PhD Graduation: Cemre Ariyurek

Cemre Ariyurek has presented her phd thesis titled ” Frequency Response Analysis and Reconstruction Weighting Schemes for MR Elastography ”


Magnetic resonance elastography (MRE) non-invasively and quantitatively assesses the elasticity of the in-vivo tissue. In MRE, shear waves are induced to the tissue by an actuator, while phase-contrast images are obtained by magnetic resonance imaging (MRI). Finally, elasticity maps are generated using displacement information carried by phase-contrast images.

The direction and frequency of the induced shear waves could be crucial in MRE. Here, it is demonstrated by the frequency response MRE simulations that modes of the shear waves can be observed in the brain during MR elastography with high shear wave displacement values at the mode frequencies. High shear wave displacements,  10-20 times of the applied displacement, were observed at mode frequencies in phantom MRE experiments.

The second part of the thesis focuses on weighting schemes to combine multiple elasticity maps reconstructed from data collected for different excitation frequencies and motion direction.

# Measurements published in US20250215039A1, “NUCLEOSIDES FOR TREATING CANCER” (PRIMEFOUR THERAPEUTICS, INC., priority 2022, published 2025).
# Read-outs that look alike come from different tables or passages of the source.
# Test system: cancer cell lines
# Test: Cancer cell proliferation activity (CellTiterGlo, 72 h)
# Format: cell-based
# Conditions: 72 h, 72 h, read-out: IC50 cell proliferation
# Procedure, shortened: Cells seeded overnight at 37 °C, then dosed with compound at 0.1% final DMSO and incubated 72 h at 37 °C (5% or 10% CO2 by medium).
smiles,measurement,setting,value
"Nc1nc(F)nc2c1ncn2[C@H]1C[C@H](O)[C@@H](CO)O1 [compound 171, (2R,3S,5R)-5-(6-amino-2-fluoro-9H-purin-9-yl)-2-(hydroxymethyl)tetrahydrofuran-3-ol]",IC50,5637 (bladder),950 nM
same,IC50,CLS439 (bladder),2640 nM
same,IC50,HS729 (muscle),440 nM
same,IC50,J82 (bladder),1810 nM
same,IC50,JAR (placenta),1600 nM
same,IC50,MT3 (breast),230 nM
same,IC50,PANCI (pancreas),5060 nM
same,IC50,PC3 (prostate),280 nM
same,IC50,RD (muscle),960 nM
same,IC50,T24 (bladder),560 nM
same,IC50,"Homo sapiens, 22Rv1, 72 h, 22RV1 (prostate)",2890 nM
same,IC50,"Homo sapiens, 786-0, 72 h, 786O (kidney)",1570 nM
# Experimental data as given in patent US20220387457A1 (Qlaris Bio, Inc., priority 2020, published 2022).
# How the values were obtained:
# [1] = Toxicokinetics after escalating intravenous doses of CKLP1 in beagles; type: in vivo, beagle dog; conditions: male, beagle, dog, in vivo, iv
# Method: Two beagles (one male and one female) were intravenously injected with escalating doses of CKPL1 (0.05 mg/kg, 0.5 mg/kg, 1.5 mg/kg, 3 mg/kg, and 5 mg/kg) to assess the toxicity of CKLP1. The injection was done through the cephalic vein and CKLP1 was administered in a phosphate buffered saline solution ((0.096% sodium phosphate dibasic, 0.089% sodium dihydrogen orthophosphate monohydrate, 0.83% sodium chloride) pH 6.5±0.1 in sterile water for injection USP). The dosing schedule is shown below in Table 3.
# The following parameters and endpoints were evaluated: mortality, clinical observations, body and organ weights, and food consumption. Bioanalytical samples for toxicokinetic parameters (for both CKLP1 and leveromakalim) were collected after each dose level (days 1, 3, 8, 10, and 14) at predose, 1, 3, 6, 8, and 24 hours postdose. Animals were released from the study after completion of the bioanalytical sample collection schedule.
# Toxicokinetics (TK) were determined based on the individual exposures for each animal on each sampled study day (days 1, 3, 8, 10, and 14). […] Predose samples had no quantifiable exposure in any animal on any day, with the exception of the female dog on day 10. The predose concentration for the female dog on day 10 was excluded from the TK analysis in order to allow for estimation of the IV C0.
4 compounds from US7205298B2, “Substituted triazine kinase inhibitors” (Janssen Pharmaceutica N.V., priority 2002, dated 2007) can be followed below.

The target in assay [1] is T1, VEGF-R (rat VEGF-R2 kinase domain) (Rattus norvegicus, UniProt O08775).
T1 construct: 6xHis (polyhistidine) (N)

A new weighting scheme, which maximizes the signal-to-noise ratio (SNR) of the final wave speed map, has been proposed for tomoelastography and Helmholtz inversions. For both inversion techniques, considering the noise on the complex MRI signal, the SNR of the reconstructed wave speed map was formulated by an analytical approach assuming a high SNR. Thus, with the proposed SNR weighting method, while not altering the accuracy or spatial resolution of the wave speed map, the SNR of the wave speed map has been improved by 2 and 1.6 times for tomoelastography and Helmholtz inversion, respectively.  The bias occurring for low SNR data cases was eliminated in tomoelastography and reduced in Helmholtz inversion with the proposed SNR-weighted reconstructions.

Similarly, a strain-based weighting for MRE reconstruction has been introduced. Experimental results demonstrated that strain weights could prevent artifacts at the boundaries of encapsulated tumors or tissues with membranes; however, further examination is required.

In this thesis, two independent contributions have been made to the field of magnetic resonance elastography. By showing the existence of modes of the shear waves in the body, new fronts are opened in the MRE actuation methods and safety. The improvements in the elasticity map inversions could lead to the routine use of MRE in clinical practice.



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